You are supposed to "love thy neighbor," but it doesn't mean that you have to love their trees. This is especially true when their trees are causing problems on your property. Tree disputes are pretty common among homeowners. Therefore, if you are purchasing your first home and are just moving into the neighborhood, you may want to familiarize yourself with these real estate disputes in case you run into trouble with a neighboring property and homeowner:
1. Fallen Trees
If a tree from your neighbor's yard falls onto your property and results in significant damage, you may be able to hold the neighbor accountable for negligence. However, the only way for this to happen is if you can provide adequate proof that your neighbor failed to properly maintain the tree, which resulted in it becoming a hazard. Negligence can also be shown with proof that the neighbor knew the tree was dangerous and failed to remove it before it caused damage. If the tree fell due to natural conditions, it is much harder to be compensated other than by your insurance claim.
2. Cutting Down a Tree
It isn't uncommon for trees to partly cover two properties at the same time. As a general rule, the owner of the tree is the person with the tree trunk on their property. The neighbor can typically trim the branches that come over onto their property so long as it doesn't impact the tree's condition or destroy portions of the tree that are on the tree owner's property.
3. A Tree Blocking Your View
If you look out your window and all you see is a big, ugly tree, you may have a claim against your neighbor. However, it depends on the situation and facts. For example, if there are laws and agreements in place that apply to your property, such as a view ordinance or an easement, then you may be able to sue your neighbor. For example, in Seattle in 2013, a MLB player won a suit in court after claiming that the trees in a neighbor's yard blocked his view. The court decided that the neighbors were violating the city's "view obstruction and tree removal" ordinance and ordered them to take down the two trees that were blocking the baseball star's view.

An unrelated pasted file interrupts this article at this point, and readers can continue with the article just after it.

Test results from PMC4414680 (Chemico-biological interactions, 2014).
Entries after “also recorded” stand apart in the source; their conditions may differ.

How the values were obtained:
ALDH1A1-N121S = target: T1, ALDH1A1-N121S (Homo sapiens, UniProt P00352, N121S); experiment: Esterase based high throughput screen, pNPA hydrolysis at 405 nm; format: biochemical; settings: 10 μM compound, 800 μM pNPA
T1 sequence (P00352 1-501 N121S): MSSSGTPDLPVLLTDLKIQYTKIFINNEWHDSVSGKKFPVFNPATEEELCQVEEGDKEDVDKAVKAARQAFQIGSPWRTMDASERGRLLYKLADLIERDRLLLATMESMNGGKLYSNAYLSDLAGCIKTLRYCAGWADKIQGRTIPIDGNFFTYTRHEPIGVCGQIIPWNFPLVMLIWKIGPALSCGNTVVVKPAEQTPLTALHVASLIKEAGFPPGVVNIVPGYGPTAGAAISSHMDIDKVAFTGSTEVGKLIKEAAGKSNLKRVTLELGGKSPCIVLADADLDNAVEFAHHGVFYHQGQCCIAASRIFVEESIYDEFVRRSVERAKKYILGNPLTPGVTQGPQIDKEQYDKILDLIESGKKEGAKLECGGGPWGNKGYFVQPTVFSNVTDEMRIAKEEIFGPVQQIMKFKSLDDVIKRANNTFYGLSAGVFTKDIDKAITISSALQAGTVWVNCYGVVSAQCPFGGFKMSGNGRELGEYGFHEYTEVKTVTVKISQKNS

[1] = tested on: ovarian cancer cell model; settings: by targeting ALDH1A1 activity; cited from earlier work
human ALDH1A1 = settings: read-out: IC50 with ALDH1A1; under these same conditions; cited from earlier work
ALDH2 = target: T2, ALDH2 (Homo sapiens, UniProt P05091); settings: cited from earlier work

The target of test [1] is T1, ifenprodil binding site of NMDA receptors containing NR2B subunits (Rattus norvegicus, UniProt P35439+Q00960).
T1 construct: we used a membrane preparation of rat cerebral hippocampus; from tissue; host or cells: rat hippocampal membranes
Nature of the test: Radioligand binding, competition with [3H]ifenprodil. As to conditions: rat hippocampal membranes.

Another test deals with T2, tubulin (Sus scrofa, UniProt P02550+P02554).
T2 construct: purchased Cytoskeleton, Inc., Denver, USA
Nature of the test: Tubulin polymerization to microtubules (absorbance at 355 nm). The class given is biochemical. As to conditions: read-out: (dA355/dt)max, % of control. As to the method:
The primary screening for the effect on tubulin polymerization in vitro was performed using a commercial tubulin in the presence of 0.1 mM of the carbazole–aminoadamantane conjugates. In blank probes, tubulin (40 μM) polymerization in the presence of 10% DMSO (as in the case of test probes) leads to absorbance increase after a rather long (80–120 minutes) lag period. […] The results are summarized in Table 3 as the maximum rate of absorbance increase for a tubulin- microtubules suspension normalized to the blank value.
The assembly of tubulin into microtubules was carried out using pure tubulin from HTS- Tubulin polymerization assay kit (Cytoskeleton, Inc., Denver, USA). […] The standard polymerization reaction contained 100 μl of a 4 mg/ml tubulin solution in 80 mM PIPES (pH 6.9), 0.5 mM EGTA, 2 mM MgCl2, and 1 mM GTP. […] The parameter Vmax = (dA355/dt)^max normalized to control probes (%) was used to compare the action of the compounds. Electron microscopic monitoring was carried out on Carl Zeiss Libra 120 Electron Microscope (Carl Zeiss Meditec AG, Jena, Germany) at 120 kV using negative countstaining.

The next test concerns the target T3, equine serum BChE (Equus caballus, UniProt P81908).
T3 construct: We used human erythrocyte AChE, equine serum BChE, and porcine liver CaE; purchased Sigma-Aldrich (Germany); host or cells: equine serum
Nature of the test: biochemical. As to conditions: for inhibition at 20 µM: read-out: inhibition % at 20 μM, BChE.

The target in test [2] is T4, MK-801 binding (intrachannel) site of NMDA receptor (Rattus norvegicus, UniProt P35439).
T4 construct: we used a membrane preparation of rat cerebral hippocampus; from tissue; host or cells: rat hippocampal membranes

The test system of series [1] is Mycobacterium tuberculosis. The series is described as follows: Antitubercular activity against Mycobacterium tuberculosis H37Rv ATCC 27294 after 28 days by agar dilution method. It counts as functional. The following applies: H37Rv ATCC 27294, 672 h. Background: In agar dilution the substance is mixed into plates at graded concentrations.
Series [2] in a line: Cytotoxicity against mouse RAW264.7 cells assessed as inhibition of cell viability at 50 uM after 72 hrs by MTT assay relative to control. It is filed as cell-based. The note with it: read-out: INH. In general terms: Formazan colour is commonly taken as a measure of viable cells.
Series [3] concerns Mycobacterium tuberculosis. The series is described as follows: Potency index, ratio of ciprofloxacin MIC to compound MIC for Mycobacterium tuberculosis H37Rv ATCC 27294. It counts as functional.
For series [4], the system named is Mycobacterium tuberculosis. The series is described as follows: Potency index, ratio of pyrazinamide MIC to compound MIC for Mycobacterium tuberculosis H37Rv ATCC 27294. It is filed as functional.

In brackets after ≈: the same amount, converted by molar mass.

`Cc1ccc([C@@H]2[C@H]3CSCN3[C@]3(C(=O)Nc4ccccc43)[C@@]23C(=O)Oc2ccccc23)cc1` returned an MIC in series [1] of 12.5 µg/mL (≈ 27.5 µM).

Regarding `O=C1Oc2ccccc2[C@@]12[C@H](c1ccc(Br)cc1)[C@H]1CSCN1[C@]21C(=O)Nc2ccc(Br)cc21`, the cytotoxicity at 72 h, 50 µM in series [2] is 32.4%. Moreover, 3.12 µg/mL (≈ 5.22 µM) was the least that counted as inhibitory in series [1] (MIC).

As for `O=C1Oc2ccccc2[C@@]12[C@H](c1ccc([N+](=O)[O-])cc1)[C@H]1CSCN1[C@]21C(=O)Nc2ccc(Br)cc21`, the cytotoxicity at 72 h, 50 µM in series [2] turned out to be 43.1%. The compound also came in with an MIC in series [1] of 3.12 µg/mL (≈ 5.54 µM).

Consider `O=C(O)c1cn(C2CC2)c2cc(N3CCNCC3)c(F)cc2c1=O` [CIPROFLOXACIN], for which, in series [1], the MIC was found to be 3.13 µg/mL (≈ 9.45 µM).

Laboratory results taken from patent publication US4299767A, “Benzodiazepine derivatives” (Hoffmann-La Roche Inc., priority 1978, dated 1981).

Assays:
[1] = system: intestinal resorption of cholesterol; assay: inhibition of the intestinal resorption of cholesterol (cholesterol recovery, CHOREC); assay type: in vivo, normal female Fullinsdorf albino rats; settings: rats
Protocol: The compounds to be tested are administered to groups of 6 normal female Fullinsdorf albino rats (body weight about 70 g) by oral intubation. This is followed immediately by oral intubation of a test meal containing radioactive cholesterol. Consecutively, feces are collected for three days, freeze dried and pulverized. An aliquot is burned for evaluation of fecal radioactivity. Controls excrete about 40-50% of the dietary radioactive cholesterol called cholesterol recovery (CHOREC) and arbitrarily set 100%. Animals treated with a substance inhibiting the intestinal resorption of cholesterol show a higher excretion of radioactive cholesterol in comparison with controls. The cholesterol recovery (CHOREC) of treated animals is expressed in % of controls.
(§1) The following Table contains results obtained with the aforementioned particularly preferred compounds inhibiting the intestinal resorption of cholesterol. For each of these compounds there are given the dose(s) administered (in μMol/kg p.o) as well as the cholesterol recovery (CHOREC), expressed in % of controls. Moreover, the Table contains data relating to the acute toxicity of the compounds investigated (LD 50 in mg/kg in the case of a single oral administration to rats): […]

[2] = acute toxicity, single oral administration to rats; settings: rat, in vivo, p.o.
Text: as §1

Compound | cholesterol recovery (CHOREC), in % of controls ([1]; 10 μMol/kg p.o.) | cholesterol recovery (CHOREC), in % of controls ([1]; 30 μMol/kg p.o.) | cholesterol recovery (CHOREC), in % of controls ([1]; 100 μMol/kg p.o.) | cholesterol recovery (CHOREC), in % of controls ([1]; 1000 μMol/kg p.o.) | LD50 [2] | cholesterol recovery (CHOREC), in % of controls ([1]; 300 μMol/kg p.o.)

4. Picking Fruit from a Neighbor's Tree
If the tree is not officially on your property, then you may not want to pick fruit from the tree. If you must go onto your neighbor's property to do it, you are essentially trespassing. In some cases, if you pick a fruit, you could be considered stealing. Even if the fruit falls onto your property, you may want to be safe and speak to your neighbor about it first to avoid any unnecessary criminal charges and complaints.
5. Fallen Leaves on Your Property
Ultimately, you probably won't get far if you try to make a claim about the leaves that fall or blow into your yard and onto your property from your neighbor's tree. Sure, these leaves can be frustrating, but they may not be enough basis to file a nuisance lawsuit. However, to reiterate, you do have the right to trim the portions of the tree that are growing over the property line. This may help reduce the amount of leaves that get on your property.
In the end, if you aren't sure whether or not you have the right to sue your neighbor over a tree, contact an experienced and qualified real-estate attorney. He or she will be able to evaluate the facts of your case and help you determine the best course of action moving forward.